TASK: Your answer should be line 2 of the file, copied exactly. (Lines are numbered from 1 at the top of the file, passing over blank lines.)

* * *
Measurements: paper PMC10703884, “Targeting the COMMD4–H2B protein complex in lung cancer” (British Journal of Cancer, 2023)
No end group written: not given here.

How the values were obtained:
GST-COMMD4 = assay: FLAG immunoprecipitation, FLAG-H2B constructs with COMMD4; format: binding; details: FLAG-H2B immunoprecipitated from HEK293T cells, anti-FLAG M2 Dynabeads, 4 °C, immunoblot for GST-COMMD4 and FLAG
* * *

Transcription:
No end group written: not given here.